Loss of Growth Inhibitory Factor in Degenerative Disease

  • Yoko Uchida
  • Naruhito Otsuka
  • Yasuo Ihara
Part of the Advances in Behavioral Biology book series (ABBI, volume 44)


Alzheimer’s disease (AD) is characterized by neuronal loss and accumulation of senile plaques and neurofibrillary tangles in cortical and subcortical regions of brain. The trophic factor hypothesis by Appel has explained neuronal loss in AD brain: failure of hippocampus and cerebral cortex to supply the neurotrophic factors for basal forebrain cholinergic neurons might lead to impairment of basal forebrain neurons.1 In addition to the degenerative characteristics, however, aberrant somatodendritic sprouting has been observed in cerebral cortex2,3,4,5 and basal forebrain6 of AD patients. The trophic factor hypothesis cannot explain the aberrant sprouting responses in AD brain. We have therefore investigated why cortical neurons exhibit higher plasticity under degenerative conditions of AD. Recently, we presented that AD brain contains higher neurotrophic activities for neonatal rat cortical neurons in vitro than non-demented aged brain,7 and that the apparent increase in neurotrophic activities is due to the decrease in growth inhibitory factor (GIF); which is a 68 amino acid metallothioneinlike protein and would suppress neurotrophic activities in normal brain.8,9 Over the last few years, we have investigated whether or not a decrease in GIF is a specific phenomenon for AD, and what kind of signals lead to the decrease in GIF. We review here the evidence to answer the above question.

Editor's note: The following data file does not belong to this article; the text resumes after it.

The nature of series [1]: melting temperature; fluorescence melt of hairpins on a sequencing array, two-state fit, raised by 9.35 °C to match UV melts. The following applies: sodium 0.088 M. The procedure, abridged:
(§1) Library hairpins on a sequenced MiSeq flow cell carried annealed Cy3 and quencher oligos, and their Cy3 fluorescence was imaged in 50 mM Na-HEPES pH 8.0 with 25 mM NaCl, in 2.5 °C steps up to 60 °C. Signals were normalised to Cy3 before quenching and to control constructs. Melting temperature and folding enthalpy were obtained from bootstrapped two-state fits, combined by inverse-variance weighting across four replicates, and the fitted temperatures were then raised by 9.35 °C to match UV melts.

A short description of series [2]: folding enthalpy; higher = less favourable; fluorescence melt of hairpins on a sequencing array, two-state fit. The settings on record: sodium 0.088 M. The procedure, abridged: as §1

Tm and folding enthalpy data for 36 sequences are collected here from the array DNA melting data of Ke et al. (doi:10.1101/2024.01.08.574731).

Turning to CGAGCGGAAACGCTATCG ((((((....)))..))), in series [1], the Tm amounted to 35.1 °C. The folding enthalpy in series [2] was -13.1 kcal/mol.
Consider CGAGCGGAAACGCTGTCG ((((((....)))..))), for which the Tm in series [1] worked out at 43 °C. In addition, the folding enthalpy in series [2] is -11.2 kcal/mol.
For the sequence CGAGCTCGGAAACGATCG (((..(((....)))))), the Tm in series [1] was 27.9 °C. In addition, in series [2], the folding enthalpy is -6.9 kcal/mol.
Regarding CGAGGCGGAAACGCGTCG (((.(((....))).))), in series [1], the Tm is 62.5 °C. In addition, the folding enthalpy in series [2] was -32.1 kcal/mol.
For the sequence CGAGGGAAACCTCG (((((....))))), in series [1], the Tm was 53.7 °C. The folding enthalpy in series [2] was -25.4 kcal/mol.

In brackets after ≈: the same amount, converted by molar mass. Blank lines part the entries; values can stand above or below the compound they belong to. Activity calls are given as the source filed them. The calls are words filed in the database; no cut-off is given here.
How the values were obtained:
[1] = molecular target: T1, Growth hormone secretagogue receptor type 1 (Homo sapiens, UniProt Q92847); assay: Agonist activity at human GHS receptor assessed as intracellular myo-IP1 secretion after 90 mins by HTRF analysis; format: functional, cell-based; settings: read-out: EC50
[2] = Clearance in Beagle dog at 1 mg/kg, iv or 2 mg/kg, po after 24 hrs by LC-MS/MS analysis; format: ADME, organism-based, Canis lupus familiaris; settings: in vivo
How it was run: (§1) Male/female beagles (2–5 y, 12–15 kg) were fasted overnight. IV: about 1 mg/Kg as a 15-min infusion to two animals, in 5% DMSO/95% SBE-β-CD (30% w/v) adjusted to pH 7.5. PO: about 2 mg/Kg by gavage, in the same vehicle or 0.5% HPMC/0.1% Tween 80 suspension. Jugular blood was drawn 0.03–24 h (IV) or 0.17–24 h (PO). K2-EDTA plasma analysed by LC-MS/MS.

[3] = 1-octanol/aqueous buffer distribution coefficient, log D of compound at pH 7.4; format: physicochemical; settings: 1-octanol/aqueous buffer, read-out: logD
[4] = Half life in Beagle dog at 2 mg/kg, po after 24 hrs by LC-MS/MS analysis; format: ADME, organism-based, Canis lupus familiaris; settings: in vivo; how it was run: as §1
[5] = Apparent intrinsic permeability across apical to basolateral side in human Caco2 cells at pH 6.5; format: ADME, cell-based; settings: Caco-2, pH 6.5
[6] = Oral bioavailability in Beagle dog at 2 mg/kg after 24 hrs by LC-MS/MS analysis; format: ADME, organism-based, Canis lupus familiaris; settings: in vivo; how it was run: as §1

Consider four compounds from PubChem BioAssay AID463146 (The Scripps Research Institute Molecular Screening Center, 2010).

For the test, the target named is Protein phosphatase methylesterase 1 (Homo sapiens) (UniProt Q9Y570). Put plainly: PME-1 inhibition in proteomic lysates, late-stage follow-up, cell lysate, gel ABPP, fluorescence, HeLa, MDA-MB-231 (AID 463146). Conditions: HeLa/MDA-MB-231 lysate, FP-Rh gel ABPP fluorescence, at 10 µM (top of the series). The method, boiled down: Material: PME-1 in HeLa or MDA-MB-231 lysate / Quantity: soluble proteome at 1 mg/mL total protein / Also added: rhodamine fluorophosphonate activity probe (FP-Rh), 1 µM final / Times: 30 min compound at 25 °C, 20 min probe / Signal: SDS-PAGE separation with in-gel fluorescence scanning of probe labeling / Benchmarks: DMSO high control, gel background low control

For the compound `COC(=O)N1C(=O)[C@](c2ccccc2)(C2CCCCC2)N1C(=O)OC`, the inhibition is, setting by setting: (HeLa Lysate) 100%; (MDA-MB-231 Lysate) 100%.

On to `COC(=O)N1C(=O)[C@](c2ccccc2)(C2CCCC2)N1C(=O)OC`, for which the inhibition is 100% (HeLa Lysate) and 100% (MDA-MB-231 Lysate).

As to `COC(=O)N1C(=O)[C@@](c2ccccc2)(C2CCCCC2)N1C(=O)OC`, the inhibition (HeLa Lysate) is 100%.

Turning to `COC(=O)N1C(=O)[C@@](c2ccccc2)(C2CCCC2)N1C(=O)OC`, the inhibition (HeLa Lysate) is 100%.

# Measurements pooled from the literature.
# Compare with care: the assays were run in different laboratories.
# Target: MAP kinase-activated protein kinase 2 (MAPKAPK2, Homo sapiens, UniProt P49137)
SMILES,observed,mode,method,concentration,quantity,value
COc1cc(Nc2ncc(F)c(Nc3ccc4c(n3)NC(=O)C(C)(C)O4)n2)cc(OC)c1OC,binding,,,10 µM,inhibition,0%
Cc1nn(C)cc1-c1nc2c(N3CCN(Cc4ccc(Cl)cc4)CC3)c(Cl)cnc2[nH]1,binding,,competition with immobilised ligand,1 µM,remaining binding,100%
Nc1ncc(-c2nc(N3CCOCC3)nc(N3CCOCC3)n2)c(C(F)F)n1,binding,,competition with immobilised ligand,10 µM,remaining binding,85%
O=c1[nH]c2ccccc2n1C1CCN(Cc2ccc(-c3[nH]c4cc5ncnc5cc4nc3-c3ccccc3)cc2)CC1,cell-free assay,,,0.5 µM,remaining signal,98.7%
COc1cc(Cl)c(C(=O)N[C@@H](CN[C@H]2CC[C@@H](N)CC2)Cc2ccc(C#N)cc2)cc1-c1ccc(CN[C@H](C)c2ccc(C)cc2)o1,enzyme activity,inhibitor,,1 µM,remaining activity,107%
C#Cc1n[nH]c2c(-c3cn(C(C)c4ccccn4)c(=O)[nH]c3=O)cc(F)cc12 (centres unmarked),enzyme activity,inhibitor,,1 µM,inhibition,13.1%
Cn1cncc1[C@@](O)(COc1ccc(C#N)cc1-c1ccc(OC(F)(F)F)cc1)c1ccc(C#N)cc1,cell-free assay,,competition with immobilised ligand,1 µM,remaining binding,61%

Amyotrophic Lateral Sclerosis Gray Matter Glial Fibrillary Acidic Protein Amyotrophic Lateral Sclerosis Patient Reactive Astrocyte 
These keywords were added by machine and not by the authors. This process is experimental and the keywords may be updated as the learning algorithm improves.


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Copyright information

© Springer Science+Business Media New York 1995

Authors and Affiliations

  • Yoko Uchida
    • 1
    • 2
  • Naruhito Otsuka
    • 1
    • 2
  • Yasuo Ihara
    • 1
    • 2
  1. 1.Department of Neuropathology Tokyo Metropolitan Institute of GerontologyUniversity of TokyoTokyoJapan
  2. 2.Institute for Brain Research Faculty of MedicineUniversity of TokyoTokyoJapan

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